An improved method for estimating the masses of stars with transiting planets
School of Physics and Astronomy, University of St. Andrews, North Haugh, St Andrews, KY16 9SS, UK
2 Vanderbilt University, Department of Physics and Astronomy, Nashville, TN 37235, USA
Accepted: 6 April 2010
Context. To determine the physical parameters of a transiting planet and its host star from photometric and spectroscopic analysis, it is essential to independently measure the stellar mass. This is often achieved by the use of evolutionary tracks and isochrones, but the mass result is only as reliable as the models used.
Aims. The recent paper by Torres et al. (2010, A&ARv, 18, 67) showed that accurate values for stellar masses and radii could be obtained from a calibration using Teff, log g and [Fe/H]. We investigate whether a similarly good calibration can be obtained by substituting log ρ – the fundamental parameter measured for the host star of a transiting planet – for log g, and apply this to star-exoplanet systems.
Methods. We perform a polynomial fit to stellar binary data provided in Torres et al. (2010) to obtain the stellar mass and radius as functions of Teff, log ρ and [Fe/H], with uncertainties on the fit produced from a Monte Carlo analysis. We apply the resulting equations to measurements for seventeen SuperWASP host stars, and also demonstrate the application of the calibration in a Markov Chain Monte Carlo analysis to obtain accurate system parameters where spectroscopic estimates of effective stellar temperature and metallicity are available.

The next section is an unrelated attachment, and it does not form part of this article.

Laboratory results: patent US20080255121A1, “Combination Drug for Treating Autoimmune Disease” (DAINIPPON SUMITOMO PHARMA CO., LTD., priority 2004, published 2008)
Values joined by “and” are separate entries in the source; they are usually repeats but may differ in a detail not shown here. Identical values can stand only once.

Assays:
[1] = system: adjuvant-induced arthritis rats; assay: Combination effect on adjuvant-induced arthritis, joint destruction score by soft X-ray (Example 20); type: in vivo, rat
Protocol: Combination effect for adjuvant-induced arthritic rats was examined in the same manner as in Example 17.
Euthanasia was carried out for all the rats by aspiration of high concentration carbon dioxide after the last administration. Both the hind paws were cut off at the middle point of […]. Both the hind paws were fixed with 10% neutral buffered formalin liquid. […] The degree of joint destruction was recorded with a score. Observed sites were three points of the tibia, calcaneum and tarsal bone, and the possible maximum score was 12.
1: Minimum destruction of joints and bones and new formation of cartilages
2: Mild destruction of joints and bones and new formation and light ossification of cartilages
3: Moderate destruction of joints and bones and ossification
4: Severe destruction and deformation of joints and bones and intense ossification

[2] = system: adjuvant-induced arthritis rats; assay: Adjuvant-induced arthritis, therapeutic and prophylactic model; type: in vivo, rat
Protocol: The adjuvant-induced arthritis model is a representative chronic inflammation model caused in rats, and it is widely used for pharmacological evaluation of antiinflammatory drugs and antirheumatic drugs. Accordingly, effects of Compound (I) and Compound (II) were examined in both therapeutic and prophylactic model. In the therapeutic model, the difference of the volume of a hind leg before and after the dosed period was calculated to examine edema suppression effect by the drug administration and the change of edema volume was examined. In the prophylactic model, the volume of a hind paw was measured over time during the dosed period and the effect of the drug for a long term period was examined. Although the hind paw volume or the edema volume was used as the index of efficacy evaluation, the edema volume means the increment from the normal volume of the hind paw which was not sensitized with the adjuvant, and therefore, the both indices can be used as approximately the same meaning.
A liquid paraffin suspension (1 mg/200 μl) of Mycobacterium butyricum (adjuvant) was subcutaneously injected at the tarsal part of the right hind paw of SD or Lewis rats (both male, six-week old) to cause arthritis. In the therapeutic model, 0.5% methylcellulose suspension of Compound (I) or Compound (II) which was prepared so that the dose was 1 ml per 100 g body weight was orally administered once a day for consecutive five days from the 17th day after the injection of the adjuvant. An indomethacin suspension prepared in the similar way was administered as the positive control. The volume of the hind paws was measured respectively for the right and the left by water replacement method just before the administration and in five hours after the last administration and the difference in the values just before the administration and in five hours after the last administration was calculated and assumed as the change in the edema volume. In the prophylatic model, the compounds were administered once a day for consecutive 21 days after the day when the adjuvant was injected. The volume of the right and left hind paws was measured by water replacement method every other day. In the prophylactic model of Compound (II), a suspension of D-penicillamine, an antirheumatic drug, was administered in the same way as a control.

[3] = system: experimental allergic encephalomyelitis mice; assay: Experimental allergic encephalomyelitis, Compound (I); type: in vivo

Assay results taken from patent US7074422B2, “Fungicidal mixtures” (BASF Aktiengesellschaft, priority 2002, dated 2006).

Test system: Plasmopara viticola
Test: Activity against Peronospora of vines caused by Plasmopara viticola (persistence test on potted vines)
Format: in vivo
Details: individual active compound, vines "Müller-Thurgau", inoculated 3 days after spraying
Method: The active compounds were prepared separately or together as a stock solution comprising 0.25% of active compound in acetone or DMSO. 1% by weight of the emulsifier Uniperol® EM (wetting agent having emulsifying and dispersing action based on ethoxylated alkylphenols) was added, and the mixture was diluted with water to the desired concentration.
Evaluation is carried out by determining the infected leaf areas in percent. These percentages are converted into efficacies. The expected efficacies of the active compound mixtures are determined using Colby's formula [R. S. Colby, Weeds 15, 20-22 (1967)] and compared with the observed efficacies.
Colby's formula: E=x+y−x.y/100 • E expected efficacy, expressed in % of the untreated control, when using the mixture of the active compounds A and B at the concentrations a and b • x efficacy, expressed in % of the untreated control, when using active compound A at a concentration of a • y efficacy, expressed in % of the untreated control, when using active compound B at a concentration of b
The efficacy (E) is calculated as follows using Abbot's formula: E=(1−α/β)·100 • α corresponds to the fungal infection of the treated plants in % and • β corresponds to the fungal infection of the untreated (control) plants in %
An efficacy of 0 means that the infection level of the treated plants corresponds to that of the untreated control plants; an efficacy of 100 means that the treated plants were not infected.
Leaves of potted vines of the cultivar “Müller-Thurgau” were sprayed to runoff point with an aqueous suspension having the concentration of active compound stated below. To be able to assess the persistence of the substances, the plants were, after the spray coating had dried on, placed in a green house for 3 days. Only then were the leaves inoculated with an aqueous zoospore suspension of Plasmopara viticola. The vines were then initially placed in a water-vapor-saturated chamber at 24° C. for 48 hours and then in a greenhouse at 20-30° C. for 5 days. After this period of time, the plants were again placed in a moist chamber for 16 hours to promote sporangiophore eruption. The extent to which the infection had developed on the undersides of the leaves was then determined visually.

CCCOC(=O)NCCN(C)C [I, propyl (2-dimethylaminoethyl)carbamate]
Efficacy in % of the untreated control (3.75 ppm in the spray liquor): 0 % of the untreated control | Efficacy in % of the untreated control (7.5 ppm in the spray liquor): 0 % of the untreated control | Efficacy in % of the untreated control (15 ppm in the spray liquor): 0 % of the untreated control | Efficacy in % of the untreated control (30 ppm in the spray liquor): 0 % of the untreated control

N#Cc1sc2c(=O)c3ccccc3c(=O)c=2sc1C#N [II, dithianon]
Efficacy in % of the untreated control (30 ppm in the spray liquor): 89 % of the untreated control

Results. We show that the calibration using log ρ produces accurate values for the stellar masses and radii; we obtain masses and radii of the SuperWASP stars in good agreement with isochrone analysis results. We ascertain that the mass calibration is robust against uncertainties resulting from poor photometry, although a good estimate of stellar radius requires good-quality transit light curve to determine the duration of ingress and egress.
Key words: planetary systems
© ESO, 2010